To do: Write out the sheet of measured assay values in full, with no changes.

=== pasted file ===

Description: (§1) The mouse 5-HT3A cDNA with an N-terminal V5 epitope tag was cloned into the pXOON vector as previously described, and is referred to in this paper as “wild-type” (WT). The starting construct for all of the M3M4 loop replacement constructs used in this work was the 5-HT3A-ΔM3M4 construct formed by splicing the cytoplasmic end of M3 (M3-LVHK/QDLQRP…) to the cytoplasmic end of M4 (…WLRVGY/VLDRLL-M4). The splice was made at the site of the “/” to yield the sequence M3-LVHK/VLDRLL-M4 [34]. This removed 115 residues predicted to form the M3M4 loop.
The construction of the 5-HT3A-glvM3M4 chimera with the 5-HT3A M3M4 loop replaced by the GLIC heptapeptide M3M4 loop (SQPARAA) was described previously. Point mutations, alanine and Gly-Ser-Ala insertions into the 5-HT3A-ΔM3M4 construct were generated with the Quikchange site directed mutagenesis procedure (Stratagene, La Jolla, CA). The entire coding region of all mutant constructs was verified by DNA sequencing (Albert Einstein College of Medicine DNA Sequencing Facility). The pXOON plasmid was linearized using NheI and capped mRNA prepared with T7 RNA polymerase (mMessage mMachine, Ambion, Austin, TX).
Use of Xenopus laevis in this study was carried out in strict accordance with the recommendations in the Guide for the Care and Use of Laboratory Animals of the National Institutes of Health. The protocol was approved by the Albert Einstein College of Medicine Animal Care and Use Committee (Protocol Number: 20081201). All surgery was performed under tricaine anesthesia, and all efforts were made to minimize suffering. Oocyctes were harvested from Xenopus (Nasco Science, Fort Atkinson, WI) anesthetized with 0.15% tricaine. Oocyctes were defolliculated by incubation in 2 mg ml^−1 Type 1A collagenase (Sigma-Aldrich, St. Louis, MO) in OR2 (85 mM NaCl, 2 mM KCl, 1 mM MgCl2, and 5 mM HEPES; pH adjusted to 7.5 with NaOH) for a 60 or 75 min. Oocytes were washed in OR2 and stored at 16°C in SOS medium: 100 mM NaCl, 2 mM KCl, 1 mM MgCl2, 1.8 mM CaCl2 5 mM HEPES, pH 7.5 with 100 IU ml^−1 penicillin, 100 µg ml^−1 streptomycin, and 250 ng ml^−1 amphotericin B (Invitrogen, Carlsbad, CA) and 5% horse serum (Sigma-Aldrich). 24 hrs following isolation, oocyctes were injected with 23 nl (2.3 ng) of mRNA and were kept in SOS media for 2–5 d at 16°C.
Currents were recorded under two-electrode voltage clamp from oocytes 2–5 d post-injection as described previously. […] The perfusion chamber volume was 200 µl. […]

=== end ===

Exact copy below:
Description: (§1) The mouse 5-HT3A cDNA with an N-terminal V5 epitope tag was cloned into the pXOON vector as previously described, and is referred to in this paper as “wild-type” (WT). The starting construct for all of the M3M4 loop replacement constructs used in this work was the 5-HT3A-ΔM3M4 construct formed by splicing the cytoplasmic end of M3 (M3-LVHK/QDLQRP…) to the cytoplasmic end of M4 (…WLRVGY/VLDRLL-M4). The splice was made at the site of the “/” to yield the sequence M3-LVHK/VLDRLL-M4 [34]. This removed 115 residues predicted to form the M3M4 loop.
The construction of the 5-HT3A-glvM3M4 chimera with the 5-HT3A M3M4 loop replaced by the GLIC heptapeptide M3M4 loop (SQPARAA) was described previously. Point mutations, alanine and Gly-Ser-Ala insertions into the 5-HT3A-ΔM3M4 construct were generated with the Quikchange site directed mutagenesis procedure (Stratagene, La Jolla, CA). The entire coding region of all mutant constructs was verified by DNA sequencing (Albert Einstein College of Medicine DNA Sequencing Facility). The pXOON plasmid was linearized using NheI and capped mRNA prepared with T7 RNA polymerase (mMessage mMachine, Ambion, Austin, TX).
Use of Xenopus laevis in this study was carried out in strict accordance with the recommendations in the Guide for the Care and Use of Laboratory Animals of the National Institutes of Health. The protocol was approved by the Albert Einstein College of Medicine Animal Care and Use Committee (Protocol Number: 20081201). All surgery was performed under tricaine anesthesia, and all efforts were made to minimize suffering. Oocyctes were harvested from Xenopus (Nasco Science, Fort Atkinson, WI) anesthetized with 0.15% tricaine. Oocyctes were defolliculated by incubation in 2 mg ml^−1 Type 1A collagenase (Sigma-Aldrich, St. Louis, MO) in OR2 (85 mM NaCl, 2 mM KCl, 1 mM MgCl2, and 5 mM HEPES; pH adjusted to 7.5 with NaOH) for a 60 or 75 min. Oocytes were washed in OR2 and stored at 16°C in SOS medium: 100 mM NaCl, 2 mM KCl, 1 mM MgCl2, 1.8 mM CaCl2 5 mM HEPES, pH 7.5 with 100 IU ml^−1 penicillin, 100 µg ml^−1 streptomycin, and 250 ng ml^−1 amphotericin B (Invitrogen, Carlsbad, CA) and 5% horse serum (Sigma-Aldrich). 24 hrs following isolation, oocyctes were injected with 23 nl (2.3 ng) of mRNA and were kept in SOS media for 2–5 d at 16°C.
Currents were recorded under two-electrode voltage clamp from oocytes 2–5 d post-injection as described previously. […] The perfusion chamber volume was 200 µl. […]